|Easter Vigil Mass|
Holy Saturday was a gloriously sunny and warm day in Britain, even Edinburgh, and Benedict Ambrose and I went
|Enormous elephant in the distance.|
Then we went on our walk, up a rarely-used industrial road and a semi-private path to our potential last earthly home, and then along the patrician streets to a country lane and back. The sun shone so warmly, we took off our outer garments and wrapped them around our waists. We also got slightly sunburnt, which is not something we expected in Scotland in April. It's sunscreen and hats for me from now on.
|I know this one.|
Here are our new country lane and fields.
While we were gazing upon the fields, we were addressed by the male half of an elderly couple with two identical dogs who looked half-poodle, half-dachshund. They were walking along the edge of the nearest field, and because of their patrician clothing and demeanour, I suspected they owned it--or the charming house in the distance. We also encountered families of three or four going for walks, kept our distances from boys on bicycles, and noted people sitting in twos or threes in a hitherto unknown to me park.
I was both fascinated and unnerved by the park-sitters because if there is anything I learned last week from the UK scandal sheets, it's that sitting in a park or on a beach can now get you in trouble with the police. The thought of the police kept me from suggesting we walk to our nearest beach. On the first warm, sunny day of the year, the local beaches heave with people from all over Edinburgh.
That said, I would happily risk a fine to be able to go to Mass. Catholics in Britain were once fined (or worse) if they were caught going to Mass. However, I have not yet heard of a heather priest offering Mass in the fields, so no Mass for me---except online. Whereas an online Mass is not as satisfying as watching one out the window, as provided by St. Charles Borromeo during his plague, it is at least comparable. My parents are very fortunate in that their own parish church has a live- streamed Mass, and so they get to see their good Monsignor and their (hideously ugly) spiritual home.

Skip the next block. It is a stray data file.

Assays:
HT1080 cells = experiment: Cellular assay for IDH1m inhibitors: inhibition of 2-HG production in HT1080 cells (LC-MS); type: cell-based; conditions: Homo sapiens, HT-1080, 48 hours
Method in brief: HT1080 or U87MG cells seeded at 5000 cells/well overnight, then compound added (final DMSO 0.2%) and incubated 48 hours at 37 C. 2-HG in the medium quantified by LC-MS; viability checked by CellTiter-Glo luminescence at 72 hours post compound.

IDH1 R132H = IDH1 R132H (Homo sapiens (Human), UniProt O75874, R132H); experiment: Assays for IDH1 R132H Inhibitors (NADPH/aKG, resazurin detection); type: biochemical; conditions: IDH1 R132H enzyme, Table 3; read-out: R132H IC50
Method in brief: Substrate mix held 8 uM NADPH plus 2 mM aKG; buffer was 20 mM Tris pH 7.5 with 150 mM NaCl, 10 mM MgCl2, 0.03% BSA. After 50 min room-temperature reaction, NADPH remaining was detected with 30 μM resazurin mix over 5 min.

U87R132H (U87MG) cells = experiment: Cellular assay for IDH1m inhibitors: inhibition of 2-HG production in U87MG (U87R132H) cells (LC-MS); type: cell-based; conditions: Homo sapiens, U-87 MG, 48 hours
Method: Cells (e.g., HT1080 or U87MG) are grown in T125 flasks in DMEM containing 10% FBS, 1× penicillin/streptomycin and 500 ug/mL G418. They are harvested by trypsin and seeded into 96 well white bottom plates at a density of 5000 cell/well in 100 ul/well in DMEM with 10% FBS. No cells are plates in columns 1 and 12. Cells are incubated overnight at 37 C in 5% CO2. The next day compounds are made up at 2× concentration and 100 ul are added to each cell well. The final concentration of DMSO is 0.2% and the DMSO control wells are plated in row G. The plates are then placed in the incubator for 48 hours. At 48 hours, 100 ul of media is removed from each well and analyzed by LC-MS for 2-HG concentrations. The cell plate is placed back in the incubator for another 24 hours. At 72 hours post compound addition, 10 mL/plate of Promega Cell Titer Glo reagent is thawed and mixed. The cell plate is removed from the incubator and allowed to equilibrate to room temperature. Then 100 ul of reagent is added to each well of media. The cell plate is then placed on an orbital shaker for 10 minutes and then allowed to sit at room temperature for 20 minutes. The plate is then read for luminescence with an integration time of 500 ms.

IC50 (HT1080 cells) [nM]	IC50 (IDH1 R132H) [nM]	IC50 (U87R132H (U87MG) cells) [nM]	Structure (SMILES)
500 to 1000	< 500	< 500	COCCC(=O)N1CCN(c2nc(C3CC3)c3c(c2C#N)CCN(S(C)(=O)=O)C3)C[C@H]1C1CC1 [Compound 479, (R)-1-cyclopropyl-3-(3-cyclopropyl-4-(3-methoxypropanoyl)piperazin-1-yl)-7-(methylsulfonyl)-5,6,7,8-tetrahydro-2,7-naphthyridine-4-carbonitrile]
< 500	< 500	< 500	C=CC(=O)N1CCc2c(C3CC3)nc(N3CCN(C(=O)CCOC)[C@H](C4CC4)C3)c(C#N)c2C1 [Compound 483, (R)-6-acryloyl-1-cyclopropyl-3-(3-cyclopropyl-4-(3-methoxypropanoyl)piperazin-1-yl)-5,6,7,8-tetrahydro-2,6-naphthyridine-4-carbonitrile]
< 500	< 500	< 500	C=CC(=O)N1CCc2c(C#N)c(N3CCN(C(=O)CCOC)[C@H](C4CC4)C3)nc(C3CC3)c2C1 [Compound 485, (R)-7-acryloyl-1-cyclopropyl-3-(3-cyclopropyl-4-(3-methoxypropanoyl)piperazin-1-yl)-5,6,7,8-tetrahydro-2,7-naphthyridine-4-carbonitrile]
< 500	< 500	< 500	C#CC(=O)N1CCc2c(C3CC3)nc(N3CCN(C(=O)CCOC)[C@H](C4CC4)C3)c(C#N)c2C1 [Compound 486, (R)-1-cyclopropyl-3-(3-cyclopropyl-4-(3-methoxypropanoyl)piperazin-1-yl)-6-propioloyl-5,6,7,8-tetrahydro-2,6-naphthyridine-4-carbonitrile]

|Aged P made the tablecloth.|
The terrible thing about dandelions is that you have to get the whole root, for if you don't, it will just grow again. So every dandelion requires at least four thrusts of the daisy-grubber into the ground, and some wiggling around, and then carefully pulling at the whole plant so to get the long, white root. I cannot imagine wanting to dry out the hideous roots and making them into coffee---well, yes, I suppose I can, if globalisation fails so badly that we can't have proper coffee anymore. I wonder if there is anywhere in Britain with anything approaching the climate needed to grow the beans.
While I was working, our neighbour Sandy came outside to tell me about a new book he was reading on Kindle. He had heard about it on the BBC. In short, 15 years ago a professor wrote a novel about a pandemic in London that had led to a lockdown and the death of the Prime Minister, but he had failed to find a publisher. He has now found a publisher.
At about 5:30 PM, I set about making żurek and a lamb cake. I scraped bits of the burnt sausage off the bottom of the frying pan, and it was the first time since Lent began that I had tasted sausage. Delicious.
B.A. was working hard, too. He ironed our best linen tablecloth, set the table for our Easter feast, and
|Note the tidy desk.|
Unfortunately, the Warrington livestream failed right up until the Gloria, so while poor B.A. kept up a vigil in front of the black screen, I went to the kitchen to ice my Easter lamb with buttercream. Like our Easter Vigil viewing, it was only partly successful: I ran out of icing sugar. Note for future: buttercream icing is only as good as the ingredients, so use only the freshest butter next time.
|Bear evangelising the neighbourhood.|
Then I had a little chat with my mother and went to bed with the Spectator.